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  4. Hot Ptah

    Hot Ptah Forum Resident

    Location:
    Kansas City, MO
    This is a helpful clarification. I actually thought very much like you do, until my divorce and the Court ordered sale of my home in the fall of 2015. Then I was forced to very quickly make decisions on what to do with our accumulated thirty three year mountain of stuff, as my ex-wife took a limited number of things she wanted and left all of the rest for me to deal with. The new owners of my house were moving in fifteen days later. That focuses your mind in a hurry on what stuff is important, what you want to save and use and treasure, and what you want to get rid of.

    I kept my music, DVD and book collections because I never bought them for profit, but to use and enjoy. I do worry about leaving my sole heir, my 21 year old daughter, with the headache of disposing of them if I were to die suddenly, especially as I went through the problem of what to do with a lot of other stuff. If I had been able to stream since 1970, that problem would not be here.
     
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  5. JimW

    JimW In the Process of Becoming

    Location:
    Charlottesville VA
    I agree w/ everything you said, though I'd say as a culture we've been bred from day one to believe that spending is a good thing. I'm coming from the perspective of a Boomer, so I grew up being inundated w/ mass media messages (esp. TV, which grew up w/ us) to buy!buy!buy! and that we needed the next big thing. If something is missing in your life, just find something to buy to fill that hole. My parents went through the depression and had a very different take on spending vs. saving, but by the time I was a teen (even before), there was enough prosperity in this country for whites that even middle-class could put good $ into savings and still engage in conspicuous consumption. In the 60's and 70's we were still judging people by their wealth: according to the good ol' protestant work ethic, the better you lived your life, the more wealth you obtained, so people's characters were judged at least partly on how good their house, car, etc. were.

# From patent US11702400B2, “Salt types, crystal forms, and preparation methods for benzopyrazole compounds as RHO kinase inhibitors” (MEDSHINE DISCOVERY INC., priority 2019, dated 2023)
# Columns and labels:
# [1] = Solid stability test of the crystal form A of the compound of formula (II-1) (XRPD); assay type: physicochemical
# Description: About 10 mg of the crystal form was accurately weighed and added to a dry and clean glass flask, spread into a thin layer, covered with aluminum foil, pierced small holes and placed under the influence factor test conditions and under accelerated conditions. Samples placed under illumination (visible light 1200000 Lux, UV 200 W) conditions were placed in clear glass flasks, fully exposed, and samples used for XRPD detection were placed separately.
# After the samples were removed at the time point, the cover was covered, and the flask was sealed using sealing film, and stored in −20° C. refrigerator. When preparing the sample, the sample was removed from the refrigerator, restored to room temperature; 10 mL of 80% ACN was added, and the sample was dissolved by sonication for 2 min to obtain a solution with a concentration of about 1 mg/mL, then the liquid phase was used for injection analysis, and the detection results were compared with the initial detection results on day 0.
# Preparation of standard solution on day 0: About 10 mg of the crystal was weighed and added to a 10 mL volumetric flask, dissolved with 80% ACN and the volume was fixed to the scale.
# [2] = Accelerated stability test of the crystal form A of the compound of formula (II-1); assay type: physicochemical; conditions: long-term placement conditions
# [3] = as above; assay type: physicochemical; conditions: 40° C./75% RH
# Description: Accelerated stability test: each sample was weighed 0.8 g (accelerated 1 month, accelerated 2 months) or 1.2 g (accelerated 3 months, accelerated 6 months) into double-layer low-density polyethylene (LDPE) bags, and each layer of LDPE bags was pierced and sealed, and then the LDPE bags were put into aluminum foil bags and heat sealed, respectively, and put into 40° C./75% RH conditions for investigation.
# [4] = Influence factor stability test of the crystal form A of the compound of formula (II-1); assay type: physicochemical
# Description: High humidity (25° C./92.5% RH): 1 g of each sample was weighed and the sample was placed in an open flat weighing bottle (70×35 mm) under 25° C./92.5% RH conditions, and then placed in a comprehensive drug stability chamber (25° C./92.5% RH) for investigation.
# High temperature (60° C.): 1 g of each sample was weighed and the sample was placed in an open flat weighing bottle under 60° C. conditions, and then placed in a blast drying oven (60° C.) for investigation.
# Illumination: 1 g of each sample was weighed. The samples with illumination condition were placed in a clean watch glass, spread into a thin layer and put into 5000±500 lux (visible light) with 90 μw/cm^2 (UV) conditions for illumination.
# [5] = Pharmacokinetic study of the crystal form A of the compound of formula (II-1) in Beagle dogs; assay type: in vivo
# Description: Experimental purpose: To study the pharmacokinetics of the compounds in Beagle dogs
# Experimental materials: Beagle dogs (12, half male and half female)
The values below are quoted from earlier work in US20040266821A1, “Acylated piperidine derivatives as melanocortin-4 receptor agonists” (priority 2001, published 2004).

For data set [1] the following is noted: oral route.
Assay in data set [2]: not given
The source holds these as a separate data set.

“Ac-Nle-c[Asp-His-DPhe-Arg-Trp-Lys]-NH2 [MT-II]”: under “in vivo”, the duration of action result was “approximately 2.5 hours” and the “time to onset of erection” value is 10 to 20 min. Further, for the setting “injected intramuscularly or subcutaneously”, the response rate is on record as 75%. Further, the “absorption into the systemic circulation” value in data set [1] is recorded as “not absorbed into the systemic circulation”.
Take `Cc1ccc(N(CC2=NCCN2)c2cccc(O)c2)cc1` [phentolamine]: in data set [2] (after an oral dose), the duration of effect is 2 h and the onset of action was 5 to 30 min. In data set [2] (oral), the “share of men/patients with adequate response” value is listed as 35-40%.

I personally believe that modern humans were cultivated as consumers as part of the control by the 1%. I won't go into details, as that's probably too political already. Suffice it to say I think we'd all be a lot better off if we put our $, time and effort into people-focused improvements rather than material improvements. I love my HDTV (probably way too much), but I was fine w/ CRT. I think I'd be much happier still watching that if the improvements that have gone into TV were made in social problems.

    But that's not the way the world works. The bottom line is the bottom line.
     
  6. genesim

    genesim Forum Resident

    Location:
    St. Louis
    Divorce sucks, been through it too. Again, bought a T-shirt.

    As for burdening our sons and daughters, what is the burden? Drop that off at Goodwill. Though I am happy to say that my family shares tastes. It won't get dropped off as quickly because this stuff does not get old.

    xxxxxxxxxxxxx